According to CEB’s new book “The Challenger Customer” — a sequel to CEB’s best-selling “The Challenger Sale” — this is an important issue because, left to themselves, buying groups tend to accentuate their differences and agree on the lowest common denominators by default: a desire to avoid risk, maintain the status quo and save money. In fact, group-buying dysfunction can result in a buying group making no decision at all. In response to these risks, CEB’s insights for facilitating group-buying consensus include the following:
- Identify internal challengers or “mobilizers” who are inherently committed to helping their organizations change and who have the credibility to facilitate buying consensus from within.
- Equip mobilizers with commercial insights that frame the pain of doing nothing as being greater than the pain of making a change.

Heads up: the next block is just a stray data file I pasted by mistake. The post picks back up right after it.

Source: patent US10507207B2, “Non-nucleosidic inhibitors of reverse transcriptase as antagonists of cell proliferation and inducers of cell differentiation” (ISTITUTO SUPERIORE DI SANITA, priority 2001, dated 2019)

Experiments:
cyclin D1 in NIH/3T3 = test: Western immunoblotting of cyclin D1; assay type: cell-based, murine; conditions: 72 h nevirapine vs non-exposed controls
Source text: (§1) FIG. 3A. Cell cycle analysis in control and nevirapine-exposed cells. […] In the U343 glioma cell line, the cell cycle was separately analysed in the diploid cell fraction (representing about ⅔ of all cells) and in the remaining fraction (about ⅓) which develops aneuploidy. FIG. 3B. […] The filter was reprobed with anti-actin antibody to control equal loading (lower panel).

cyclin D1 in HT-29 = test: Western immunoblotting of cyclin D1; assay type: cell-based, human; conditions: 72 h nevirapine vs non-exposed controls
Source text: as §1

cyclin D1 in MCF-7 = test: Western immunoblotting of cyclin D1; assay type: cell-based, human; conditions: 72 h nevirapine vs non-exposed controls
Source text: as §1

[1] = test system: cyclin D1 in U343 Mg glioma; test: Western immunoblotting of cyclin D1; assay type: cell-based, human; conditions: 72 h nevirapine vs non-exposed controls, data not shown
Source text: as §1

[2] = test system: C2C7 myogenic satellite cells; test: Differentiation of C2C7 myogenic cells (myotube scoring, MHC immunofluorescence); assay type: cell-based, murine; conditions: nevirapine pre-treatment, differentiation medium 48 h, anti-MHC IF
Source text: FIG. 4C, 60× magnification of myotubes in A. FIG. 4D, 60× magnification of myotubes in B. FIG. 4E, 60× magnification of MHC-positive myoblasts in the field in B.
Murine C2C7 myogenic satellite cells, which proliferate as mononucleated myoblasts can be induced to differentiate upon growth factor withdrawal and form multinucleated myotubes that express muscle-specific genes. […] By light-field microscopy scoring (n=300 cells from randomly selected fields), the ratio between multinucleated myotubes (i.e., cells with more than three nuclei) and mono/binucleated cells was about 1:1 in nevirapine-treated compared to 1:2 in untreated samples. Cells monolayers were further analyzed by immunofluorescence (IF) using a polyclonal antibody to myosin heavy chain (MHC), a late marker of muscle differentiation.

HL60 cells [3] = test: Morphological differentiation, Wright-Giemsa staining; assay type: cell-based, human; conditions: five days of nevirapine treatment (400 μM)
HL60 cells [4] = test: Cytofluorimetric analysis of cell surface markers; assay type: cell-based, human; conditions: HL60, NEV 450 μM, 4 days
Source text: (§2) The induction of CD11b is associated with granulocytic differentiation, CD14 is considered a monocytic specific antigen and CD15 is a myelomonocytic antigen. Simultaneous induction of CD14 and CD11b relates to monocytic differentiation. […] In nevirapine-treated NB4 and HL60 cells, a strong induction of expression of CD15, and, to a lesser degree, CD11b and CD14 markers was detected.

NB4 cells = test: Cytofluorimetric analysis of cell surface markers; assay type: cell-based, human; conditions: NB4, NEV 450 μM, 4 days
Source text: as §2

- Make the shift from being a salesperson to becoming a buying coach who facilitates consensus.
- First lead with content that helps groups agree on the problem to solve and the type or category of solution that can best solve it. Do this in a way that leads to your specific solution.
- Provide credible, third-party support to back up the solution category and your unique ability to deliver them.
- Facilitate collective learning to drive consensus and high-quality deals.